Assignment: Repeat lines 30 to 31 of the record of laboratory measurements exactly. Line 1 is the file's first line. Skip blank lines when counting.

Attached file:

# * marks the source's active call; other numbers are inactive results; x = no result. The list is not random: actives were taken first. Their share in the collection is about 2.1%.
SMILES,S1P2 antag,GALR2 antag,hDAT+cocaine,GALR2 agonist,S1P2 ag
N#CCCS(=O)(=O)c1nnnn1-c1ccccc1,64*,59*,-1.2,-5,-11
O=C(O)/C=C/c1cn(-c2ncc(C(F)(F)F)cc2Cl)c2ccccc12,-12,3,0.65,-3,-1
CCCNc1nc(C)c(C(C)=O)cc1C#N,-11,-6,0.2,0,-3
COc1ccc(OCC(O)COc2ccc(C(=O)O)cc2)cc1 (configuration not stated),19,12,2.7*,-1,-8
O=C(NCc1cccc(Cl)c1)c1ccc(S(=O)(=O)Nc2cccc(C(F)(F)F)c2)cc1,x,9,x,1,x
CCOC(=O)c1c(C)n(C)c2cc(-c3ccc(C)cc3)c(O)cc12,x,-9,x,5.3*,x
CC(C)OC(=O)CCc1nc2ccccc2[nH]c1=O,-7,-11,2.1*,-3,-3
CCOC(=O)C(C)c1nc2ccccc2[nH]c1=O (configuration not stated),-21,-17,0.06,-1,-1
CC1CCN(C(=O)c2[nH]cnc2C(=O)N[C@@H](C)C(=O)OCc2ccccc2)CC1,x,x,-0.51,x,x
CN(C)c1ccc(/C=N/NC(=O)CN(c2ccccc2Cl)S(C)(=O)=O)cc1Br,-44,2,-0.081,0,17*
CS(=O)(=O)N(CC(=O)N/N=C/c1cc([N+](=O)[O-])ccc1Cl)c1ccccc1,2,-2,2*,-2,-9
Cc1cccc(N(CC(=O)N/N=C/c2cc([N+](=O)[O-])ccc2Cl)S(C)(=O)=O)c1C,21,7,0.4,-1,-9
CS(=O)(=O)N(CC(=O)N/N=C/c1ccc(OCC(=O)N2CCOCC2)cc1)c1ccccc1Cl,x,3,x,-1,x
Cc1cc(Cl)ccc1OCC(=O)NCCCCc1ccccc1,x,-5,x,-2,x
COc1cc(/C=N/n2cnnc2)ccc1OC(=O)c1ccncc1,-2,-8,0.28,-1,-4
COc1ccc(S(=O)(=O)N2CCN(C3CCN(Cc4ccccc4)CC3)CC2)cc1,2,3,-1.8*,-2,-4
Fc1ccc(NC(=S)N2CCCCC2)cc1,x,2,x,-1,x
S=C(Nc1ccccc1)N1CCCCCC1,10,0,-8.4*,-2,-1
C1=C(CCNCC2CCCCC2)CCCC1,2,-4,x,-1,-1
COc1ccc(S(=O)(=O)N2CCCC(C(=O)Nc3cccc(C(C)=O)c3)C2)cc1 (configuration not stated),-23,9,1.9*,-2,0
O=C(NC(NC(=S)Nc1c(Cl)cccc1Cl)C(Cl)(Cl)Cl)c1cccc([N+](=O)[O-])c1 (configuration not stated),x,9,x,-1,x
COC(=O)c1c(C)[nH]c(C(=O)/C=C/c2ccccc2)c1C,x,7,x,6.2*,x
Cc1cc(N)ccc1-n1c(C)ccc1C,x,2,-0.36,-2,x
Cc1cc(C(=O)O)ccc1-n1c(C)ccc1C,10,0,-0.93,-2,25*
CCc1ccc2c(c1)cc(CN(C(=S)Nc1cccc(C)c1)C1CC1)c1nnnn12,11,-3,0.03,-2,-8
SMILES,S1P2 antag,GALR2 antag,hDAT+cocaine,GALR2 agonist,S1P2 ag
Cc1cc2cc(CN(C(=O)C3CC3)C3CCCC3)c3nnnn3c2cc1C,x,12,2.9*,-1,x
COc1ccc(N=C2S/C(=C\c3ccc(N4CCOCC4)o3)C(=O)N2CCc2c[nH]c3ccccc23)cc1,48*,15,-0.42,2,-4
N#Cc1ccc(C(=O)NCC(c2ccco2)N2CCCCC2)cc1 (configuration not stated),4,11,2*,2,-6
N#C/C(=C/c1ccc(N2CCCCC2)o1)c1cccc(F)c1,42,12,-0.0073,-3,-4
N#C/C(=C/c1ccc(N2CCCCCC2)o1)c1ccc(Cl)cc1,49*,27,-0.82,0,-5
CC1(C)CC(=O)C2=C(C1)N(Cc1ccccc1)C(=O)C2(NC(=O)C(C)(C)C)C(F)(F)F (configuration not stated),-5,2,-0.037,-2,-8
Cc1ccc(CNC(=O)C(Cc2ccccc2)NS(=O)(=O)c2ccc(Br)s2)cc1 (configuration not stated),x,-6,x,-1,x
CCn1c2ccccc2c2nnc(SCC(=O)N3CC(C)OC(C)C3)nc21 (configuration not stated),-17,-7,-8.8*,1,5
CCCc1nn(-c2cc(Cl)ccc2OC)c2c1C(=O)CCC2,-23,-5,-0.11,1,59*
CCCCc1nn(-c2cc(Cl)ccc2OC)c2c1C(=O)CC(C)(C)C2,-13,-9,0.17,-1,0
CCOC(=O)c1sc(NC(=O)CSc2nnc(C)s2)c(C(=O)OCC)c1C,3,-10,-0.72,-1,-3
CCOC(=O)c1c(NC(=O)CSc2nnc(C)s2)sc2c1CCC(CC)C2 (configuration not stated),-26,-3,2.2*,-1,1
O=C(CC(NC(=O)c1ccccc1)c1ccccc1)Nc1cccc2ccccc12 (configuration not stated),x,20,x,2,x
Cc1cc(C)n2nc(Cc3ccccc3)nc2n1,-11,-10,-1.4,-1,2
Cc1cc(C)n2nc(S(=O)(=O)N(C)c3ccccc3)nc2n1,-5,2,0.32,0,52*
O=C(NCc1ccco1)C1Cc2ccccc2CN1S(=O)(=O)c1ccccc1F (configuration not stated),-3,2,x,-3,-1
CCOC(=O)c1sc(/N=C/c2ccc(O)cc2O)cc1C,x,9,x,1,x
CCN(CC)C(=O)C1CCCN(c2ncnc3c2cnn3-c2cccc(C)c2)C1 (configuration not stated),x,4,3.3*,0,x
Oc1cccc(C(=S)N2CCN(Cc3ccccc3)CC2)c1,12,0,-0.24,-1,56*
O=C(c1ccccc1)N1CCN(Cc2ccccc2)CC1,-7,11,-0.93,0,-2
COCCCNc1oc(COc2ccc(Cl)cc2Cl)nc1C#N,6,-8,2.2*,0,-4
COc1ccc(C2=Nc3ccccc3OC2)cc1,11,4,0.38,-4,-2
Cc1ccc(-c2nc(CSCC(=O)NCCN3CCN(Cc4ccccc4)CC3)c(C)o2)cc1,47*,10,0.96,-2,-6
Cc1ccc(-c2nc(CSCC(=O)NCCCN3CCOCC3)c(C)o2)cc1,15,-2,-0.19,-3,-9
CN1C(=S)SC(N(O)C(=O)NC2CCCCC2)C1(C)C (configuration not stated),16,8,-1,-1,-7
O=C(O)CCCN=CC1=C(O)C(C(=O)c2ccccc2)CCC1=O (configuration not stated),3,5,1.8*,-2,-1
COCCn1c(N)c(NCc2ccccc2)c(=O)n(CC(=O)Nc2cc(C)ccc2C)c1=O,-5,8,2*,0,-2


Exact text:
COc1ccc(N=C2S/C(=C\c3ccc(N4CCOCC4)o3)C(=O)N2CCc2c[nH]c3ccccc23)cc1,48*,15,-0.42,2,-4
N#Cc1ccc(C(=O)NCC(c2ccco2)N2CCCCC2)cc1 (configuration not stated),4,11,2*,2,-6